Regulatory Inspection Programs
Through state and local government departments responsible for consumer affairs, environmental protection, agriculture and markets, health, and other activities, and federal agencies such as the Labor Department and the Nuclear Regulatory Commission – governments play a major role in protecting the public against risks to their health, safety, and welfare. Based on specific laws and regulations, governmental agencies protect the public – as consumers, as citizens, as employees – primarily by means of registration, licensing, and inspection.
Often, legislation directing governmental registration, licensing and inspection of commercial (and even residential) establishments results from public outcry in response to tragedy, consumer fraud, or other unwarranted imposition on the health, safety or welfare of the person. Here are just a few types of governmental agencies that regulate specific entities and funcions:
- a food inspection activity may help protect the public health from food-borne illnesses by licensing and inspecting food producers, processors, manufacturers, distributors, retailers and warehousers to ensure compliance with sanitary standards;
- an environmental protection activity may monitor the quality of our air, water and land by regulating and inspecting entities that create and discharge hazardous wastes, and handle solid waste or other environmentally sensitive materials;
- a consumer affairs agency may inspect taxicabs for accuracy of meters as well as safety and cleanliness of the vehicles; or test scales at grocery stores or pumps at gasoline stations for accuracy of weights and measures;
- a buildings regulation agency may inspect electrical, plumbing, boiler and elevator installations; periodically reinspect the elevators; and respond to complaints about the structural integrity of buildings.
Although the specific functions covered by regulatory inspection programs may differ, the goals and objectives of these programs, the risks faced by program managers in overseeing these programs, and the control practices they implement in response to their risk assessment are generally similar. In this chapter, we will develop a general approach to the performance audit of regulatory inspection programs. We will do this by discussing:
- the goals and objectives of such programs,
- the risks program managers face in administering their programs,
- the kinds of controls and operating strategies managers may use to help achieve the objectives of the programs, and
- the specific procedures performance auditors might take after making an initial survey of the program objectives, risks and controls.
Understanding the Goals and Objectives of Regulatory Inspection Programs
As with any other performance audit, it is useful to distinguish the broad long-term goals and shorter-term objectives from the strategies that have been designed to achieve the goals and objectives. Separating the results intended to be achieved from how they are to be achieved helps you understand the kinds of measures or indicators needed to assess program performance. It also helps you understand the risks that managers might consider in designing strategies to achieve the program goals.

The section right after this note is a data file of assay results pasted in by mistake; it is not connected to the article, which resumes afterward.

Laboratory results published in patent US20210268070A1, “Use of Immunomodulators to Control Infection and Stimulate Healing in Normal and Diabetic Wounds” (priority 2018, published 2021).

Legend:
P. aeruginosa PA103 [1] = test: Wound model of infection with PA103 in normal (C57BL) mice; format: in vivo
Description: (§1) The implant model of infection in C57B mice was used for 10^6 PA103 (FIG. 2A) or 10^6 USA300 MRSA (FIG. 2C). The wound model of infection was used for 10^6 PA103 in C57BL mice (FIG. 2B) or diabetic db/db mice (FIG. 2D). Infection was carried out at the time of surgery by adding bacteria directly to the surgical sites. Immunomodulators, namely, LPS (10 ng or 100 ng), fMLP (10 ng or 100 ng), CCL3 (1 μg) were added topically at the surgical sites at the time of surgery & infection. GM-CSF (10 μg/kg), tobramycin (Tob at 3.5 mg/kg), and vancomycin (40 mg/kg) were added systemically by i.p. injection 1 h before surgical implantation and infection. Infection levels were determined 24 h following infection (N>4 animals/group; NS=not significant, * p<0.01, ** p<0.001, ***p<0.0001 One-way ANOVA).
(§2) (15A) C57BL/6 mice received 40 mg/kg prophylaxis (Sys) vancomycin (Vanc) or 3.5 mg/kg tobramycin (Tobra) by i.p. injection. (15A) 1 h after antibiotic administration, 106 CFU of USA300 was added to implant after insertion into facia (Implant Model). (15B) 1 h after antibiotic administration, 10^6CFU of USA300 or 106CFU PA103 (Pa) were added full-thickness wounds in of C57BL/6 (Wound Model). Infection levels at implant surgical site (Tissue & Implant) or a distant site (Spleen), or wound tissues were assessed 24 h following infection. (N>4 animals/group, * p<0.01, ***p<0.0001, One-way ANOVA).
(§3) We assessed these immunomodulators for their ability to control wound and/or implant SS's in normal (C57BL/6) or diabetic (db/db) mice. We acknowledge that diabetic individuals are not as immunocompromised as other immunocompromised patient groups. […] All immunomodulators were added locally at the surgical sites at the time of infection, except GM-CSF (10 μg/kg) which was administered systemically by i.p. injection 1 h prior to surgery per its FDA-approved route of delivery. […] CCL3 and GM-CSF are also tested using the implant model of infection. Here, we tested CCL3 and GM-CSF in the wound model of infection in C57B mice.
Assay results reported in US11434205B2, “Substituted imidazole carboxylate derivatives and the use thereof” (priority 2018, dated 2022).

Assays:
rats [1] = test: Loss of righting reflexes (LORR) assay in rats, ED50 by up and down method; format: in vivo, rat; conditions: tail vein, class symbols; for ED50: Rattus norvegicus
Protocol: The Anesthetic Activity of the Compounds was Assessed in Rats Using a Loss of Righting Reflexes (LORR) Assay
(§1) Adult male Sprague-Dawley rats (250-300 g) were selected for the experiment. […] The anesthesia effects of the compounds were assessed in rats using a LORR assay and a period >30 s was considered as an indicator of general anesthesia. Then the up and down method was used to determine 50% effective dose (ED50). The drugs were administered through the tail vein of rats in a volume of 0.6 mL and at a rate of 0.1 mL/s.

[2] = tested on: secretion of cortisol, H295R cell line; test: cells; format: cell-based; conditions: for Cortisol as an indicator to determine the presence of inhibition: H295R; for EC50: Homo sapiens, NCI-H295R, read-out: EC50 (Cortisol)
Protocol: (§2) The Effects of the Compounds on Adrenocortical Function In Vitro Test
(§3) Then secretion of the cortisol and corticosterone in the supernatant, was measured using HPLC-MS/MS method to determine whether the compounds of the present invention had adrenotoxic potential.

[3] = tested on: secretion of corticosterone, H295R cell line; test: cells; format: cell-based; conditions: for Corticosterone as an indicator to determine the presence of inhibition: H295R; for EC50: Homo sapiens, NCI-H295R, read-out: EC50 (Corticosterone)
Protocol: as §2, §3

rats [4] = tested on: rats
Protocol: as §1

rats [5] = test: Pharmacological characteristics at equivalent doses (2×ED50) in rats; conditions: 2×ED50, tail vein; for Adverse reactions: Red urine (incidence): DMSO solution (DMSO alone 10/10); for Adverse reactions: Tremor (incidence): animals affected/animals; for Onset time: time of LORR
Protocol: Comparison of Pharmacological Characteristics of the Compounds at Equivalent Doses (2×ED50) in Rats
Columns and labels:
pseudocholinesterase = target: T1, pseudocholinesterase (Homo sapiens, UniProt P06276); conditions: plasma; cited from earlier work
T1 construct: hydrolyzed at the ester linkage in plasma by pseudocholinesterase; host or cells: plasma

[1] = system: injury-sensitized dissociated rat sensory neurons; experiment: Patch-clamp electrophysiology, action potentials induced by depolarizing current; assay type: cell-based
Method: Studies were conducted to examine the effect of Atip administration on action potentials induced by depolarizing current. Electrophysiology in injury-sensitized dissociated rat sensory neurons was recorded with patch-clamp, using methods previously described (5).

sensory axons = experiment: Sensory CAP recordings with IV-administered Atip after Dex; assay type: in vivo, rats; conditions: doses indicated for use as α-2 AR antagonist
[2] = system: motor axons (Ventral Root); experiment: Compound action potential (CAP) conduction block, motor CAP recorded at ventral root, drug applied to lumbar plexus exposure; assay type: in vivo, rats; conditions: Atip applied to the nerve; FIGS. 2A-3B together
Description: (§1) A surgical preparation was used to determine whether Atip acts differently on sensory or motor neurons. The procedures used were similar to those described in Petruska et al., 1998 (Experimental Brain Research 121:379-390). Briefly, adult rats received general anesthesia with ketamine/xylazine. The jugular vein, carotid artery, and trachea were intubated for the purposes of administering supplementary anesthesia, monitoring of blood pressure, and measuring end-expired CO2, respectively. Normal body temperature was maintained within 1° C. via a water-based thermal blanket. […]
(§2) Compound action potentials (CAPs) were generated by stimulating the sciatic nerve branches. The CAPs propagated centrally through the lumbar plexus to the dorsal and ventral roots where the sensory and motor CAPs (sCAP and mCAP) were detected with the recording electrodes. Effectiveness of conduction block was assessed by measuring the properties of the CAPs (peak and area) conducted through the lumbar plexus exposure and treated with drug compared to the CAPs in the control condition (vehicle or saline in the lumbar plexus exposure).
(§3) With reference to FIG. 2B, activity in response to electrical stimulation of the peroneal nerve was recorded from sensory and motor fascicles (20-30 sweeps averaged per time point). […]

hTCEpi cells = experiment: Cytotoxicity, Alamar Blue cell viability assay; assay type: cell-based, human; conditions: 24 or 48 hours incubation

Goals, objectives and strategies might be expressed in narrative or in quantitative terms. They may be expressed in legislation, in legislative “findings” or executive department proposals for legislation, in executive budgets proposing appropriations for a particular year, in agency requests for appropriations, or in departmental regulations or action plans. For example, the long-term goal of a food regulation program – to protect the public health by minimizing the incidence of food-borne illnesses – might be expressed in specific legislation establishing a food inspection division within a state’s department of agriculture. The year’s objective – say, to reduce the number of persons affected by food-borne illnesses by 20% from the previous year – might be expressed in the governor’s budget. To help meet this objective, the agency’s budget might request (and the legislature might appropriate) funds for four additional inspectors so that a total of 1,500 inspections will be made during the year.
As part of the audit planning process, the performance auditor needs to understand the legislation establishing the program, the factors leading to the legislation, and the managerial considerations (including the risks that were considered) leading to the budgetary requests. In the foregoing illustration, the auditor should recognize, for example, that the original legislation contained a broad goal of minimizing food-borne illnesses; that the budget and the related appropriation contained a measurable objective of reducing illnesses by a specific amount from the previous year (an outcomes indicator); that agency managers had to consider various strategies (and the risks attached to each strategy) before deciding to seek four more inspectors; and that agency established an outputs indicator of 1,500 inspections designed to help achieve the objective of reducing food-borne illnesses by 20%.